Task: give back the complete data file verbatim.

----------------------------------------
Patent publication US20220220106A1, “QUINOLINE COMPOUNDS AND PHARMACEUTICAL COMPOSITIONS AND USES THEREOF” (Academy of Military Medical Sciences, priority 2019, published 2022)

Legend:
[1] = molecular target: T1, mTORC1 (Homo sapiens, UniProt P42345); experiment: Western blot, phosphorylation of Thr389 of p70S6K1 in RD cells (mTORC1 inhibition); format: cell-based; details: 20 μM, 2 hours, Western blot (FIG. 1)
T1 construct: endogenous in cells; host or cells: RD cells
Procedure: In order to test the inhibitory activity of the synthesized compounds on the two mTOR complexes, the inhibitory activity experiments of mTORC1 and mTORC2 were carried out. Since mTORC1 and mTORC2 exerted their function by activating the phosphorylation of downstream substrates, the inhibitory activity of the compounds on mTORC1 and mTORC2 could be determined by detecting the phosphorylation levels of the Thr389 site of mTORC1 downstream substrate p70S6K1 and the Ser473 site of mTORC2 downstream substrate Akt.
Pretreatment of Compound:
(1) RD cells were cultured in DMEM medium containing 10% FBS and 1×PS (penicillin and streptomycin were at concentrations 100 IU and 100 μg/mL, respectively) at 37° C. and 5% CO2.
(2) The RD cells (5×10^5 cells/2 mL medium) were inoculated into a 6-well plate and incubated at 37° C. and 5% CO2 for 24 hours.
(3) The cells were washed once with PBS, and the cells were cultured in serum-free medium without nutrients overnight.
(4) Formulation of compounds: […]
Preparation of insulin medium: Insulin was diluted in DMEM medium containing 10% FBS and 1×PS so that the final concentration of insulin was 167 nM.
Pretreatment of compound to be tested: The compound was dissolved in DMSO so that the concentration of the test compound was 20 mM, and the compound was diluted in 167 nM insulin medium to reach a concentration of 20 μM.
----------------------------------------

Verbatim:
Patent publication US20220220106A1, “QUINOLINE COMPOUNDS AND PHARMACEUTICAL COMPOSITIONS AND USES THEREOF” (Academy of Military Medical Sciences, priority 2019, published 2022)

Legend:
[1] = molecular target: T1, mTORC1 (Homo sapiens, UniProt P42345); experiment: Western blot, phosphorylation of Thr389 of p70S6K1 in RD cells (mTORC1 inhibition); format: cell-based; details: 20 μM, 2 hours, Western blot (FIG. 1)
T1 construct: endogenous in cells; host or cells: RD cells
Procedure: In order to test the inhibitory activity of the synthesized compounds on the two mTOR complexes, the inhibitory activity experiments of mTORC1 and mTORC2 were carried out. Since mTORC1 and mTORC2 exerted their function by activating the phosphorylation of downstream substrates, the inhibitory activity of the compounds on mTORC1 and mTORC2 could be determined by detecting the phosphorylation levels of the Thr389 site of mTORC1 downstream substrate p70S6K1 and the Ser473 site of mTORC2 downstream substrate Akt.
Pretreatment of Compound:
(1) RD cells were cultured in DMEM medium containing 10% FBS and 1×PS (penicillin and streptomycin were at concentrations 100 IU and 100 μg/mL, respectively) at 37° C. and 5% CO2.
(2) The RD cells (5×10^5 cells/2 mL medium) were inoculated into a 6-well plate and incubated at 37° C. and 5% CO2 for 24 hours.
(3) The cells were washed once with PBS, and the cells were cultured in serum-free medium without nutrients overnight.
(4) Formulation of compounds: […]
Preparation of insulin medium: Insulin was diluted in DMEM medium containing 10% FBS and 1×PS so that the final concentration of insulin was 167 nM.
Pretreatment of compound to be tested: The compound was dissolved in DMSO so that the concentration of the test compound was 20 mM, and the compound was diluted in 167 nM insulin medium to reach a concentration of 20 μM.